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A tourism industry in top form

The positive trend perceived during the summer season seems to continue in the off-season according to the latest report published by ADN Tourisme, suggesting a radiant end of the year 2022 as well as a year 2023 on the tourist level, despite the economic and geopolitical situation.

The Indian summer has greatly benefited the French tourism professionals as underlined by the latest data from ADN Tourisme. Indeed, 3 French destinations out of 5 have noted an increase in their attendance during the off-season compared to 2021, particularly during the months of September and the All Saints' Day holidays.

This satisfaction is all the more marked in urban destinations, where almost 80% announced an increase in visitor numbers compared to the 2021 off-season. Nevertheless, the largest share is in coastal destinations, with 63% of them announcing sustained attendance higher than that of the 2021 off-season, and even, for some, that of the 2019 off-season for nearly 40% of destinations.

In rural areas, the number of visitors in the 2022 off-season is increasing for nearly 60% of respondents, despite a slight disappointment as it was "less than expected" for 1 in 5 respondents. Finally, the pre-crisis level has been regained and equalled for 58% of mountain destinations, with 48% of them announcing an increase in visitor numbers compared to the 2021 back season.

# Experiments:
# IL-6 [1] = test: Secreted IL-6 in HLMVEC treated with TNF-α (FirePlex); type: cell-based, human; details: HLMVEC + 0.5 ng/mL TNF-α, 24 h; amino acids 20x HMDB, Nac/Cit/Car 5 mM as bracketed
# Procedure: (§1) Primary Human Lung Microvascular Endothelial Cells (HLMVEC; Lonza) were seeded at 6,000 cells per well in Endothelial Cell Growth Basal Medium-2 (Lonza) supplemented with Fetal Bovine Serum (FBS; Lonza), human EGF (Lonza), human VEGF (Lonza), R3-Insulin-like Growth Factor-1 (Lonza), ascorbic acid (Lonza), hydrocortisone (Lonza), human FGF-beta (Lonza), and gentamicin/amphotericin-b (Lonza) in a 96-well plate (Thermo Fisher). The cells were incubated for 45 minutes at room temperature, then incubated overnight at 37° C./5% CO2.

While domestic customers continued to visit France during the off-season, tourism professionals also witnessed the marked return of European customers, particularly the British, Belgians, Swiss and Germans. In addition, this period was also favourable for the return of certain long-haul nationalities, including North Americans.

The performance recorded in urban destinations also reflects the continuing recovery of business tourism. These figures give cause for optimism for the coming year in the MICE sector, as a survey conducted by Amex GBT also highlights. Two thirds of them expect the number of face-to-face events to return to pre-pandemic levels within one to two years. In the US, the number of meetings in some months and locations has exceeded 2019 levels, while small and simple meetings have increased by 25%.

Despite inflation, the war in Ukraine and fuel shortages, French tourists intend to continue travelling in 2023. According to a study published by Skyscanner, 40% of consumers plan to go on holiday in 2023 as much as in 2022, and 1 in 3 French people even plan to go away more often next year.

In addition, 68% of French travellers plan to spend as much or more on foreign travel next year, but the way they spend their money will be different. In order to make holidays a priority expenditure item, the French will have to adapt to the inflationary context. While they are looking for inexpensive destinations, the search for lesser-known places that offer new experiences is also being prioritised.

Travel in 2023 will still be about nature, as the health crisis has awakened a deep need to reconnect with the environment. This goes hand in hand with the trend to take time for oneself, with holidays representing a wellness bubble for many tourists. And for a growing percentage of travellers, holidays are synonymous with solo adventures.

As the pandemic has profoundly changed the way we travel and work, it will not be uncommon to come across holidaymakers with their work computers. Indeed, 26% of respondents choose to combine personal travel with business travel, while 37% go so far as to say they like to work while they travel. More and more destinations are responding to this demand by offering visas to digital nomads, as is the case in Malta, which wants to position itself on this new and growing market.

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